To put things in perspective, the Bench envisages in para 3 that, “The prosecution case is that, on 12.09.2023 at about 04.55 P.M. the accused persons were found inside a hotel room at Edapally, in possession of 1.75 grams of MDMA kept hidden beneath the bed which was placed next to the northern wall of the room. The petitioner was arrested from the alleged place of occurrence and was produced before the jurisdictional Magistrate and was sent to judicial custody.”

 As it turned out, the Bench then discloses in para 4 that, “The petitioner filed two bail applications before the Sessions Court and those bail applications were dismissed by the learned Sessions Judge. Thereafter, the petitioner filed Crl.M.C.No.3258/2023 before the Sessions Court, Ernakulam, for bail, because the investigation was not completed within the statutory period of sixty days. The learned Sessions Judge allowed that petition as per Annexure-A1 order, with the following conditions:

“1. The petitioner shall be released on bail on executing bond for Rs.1,00,000/- with two solvent sureties each for the like sum, to the satisfaction of the jurisdictional Court.

2. The petitioner shall appear before the investigating officer on every Saturdays between 10.00 am and 11.00 am, till the final report is filed.

3. One of the sureties shall be a close relative of the petitioner. The relative is not solvent, there shall be 3 sureties, of which one shall be the relative and others solvent sureties.

4. The sureties shall produce the original title deeds of their property along with a copy thereof. The original shall be returned after verification.

5. The petitioner shall not intimidate or influence the witnesses or interfere with the investigation.

6. The petitioner shall not involve in any other crime during the bail period.

7. The petitioner shall not leave the State without the leave of the jurisdictional Court.

8. In case of violation of any of the conditions, the bail granted to the petitioner will result in cancellation of bail.””

Be it noted, the Bench notes in para 5 that, “The petitioner is aggrieved by Condition Nos.(3) and (4) in the impugned order. It is stated that the petitioner hails from a poor family and his family does not own any land of their own. It is also stated that the relatives of the petitioner are not willing to stand as surety for him. It is submitted that the petitioner remains in custody even after the bail order and he is unable to furnish bail bonds due to the unwarranted conditions, especially Condition Nos.(3) and (4) in Annexure-A1 order. Therefore this Criminal Miscellaneous Case is filed to set aside Condition Nos.(3) and (4) in Annexure-A1 order granting bail.”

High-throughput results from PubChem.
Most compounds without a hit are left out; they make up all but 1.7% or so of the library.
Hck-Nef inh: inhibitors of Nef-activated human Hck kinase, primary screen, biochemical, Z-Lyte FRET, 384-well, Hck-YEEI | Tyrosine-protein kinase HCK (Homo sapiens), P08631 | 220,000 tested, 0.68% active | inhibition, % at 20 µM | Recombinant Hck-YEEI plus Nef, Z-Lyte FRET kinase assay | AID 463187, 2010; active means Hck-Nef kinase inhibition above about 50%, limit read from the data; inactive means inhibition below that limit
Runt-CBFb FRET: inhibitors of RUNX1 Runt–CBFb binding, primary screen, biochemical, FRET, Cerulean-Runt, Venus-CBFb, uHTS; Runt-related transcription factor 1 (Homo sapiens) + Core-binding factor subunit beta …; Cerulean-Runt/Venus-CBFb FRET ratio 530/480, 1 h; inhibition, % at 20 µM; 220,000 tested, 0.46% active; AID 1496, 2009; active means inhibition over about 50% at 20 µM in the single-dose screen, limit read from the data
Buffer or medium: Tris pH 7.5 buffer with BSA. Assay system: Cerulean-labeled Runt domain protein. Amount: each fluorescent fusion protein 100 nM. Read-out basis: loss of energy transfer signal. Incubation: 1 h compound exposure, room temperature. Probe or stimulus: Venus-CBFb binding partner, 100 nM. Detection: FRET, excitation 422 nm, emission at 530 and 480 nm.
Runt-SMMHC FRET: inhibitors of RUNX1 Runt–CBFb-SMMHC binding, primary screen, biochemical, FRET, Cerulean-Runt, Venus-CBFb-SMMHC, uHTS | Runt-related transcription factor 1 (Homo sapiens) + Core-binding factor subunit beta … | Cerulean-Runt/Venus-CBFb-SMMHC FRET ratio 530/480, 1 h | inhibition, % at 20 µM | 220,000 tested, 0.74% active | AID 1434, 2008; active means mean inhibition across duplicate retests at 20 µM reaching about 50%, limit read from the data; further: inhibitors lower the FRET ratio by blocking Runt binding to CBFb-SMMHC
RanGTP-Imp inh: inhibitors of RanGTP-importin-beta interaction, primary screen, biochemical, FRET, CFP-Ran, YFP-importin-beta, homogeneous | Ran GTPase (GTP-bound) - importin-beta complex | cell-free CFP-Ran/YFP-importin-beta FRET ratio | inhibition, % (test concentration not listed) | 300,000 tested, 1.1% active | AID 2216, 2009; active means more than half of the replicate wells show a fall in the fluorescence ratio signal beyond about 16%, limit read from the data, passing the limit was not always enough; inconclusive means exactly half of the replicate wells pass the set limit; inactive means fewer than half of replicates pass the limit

Needless to say, the Bench then states in para 6 that, “Heard the learned counsel for the petitioner and the learned Public Prosecutor.”

Quite significantly, while citing a most recent, remarkable and relevant case law, the Bench then propounds in para 7 that, “On a perusal of Annexure-A1, it is clear that the petitioner was granted default bail. There is no dispute on that from the prosecution also. Default bail is granted based on Section 167(2) Cr.P.C. Section 167 (2) says that, after the period of detention mentioned in it, the accused shall be released on bail if he is prepared to and does furnish bail. It is the statutory right of an accused to get released based on default bail. When default bail is granted, there cannot be any stringent conditions. The Apex Court in Shaik Nazneen v. State of Telangana and Others [2023 (9) SCC 633] considered this point. Relevant portion is extracted hereunder: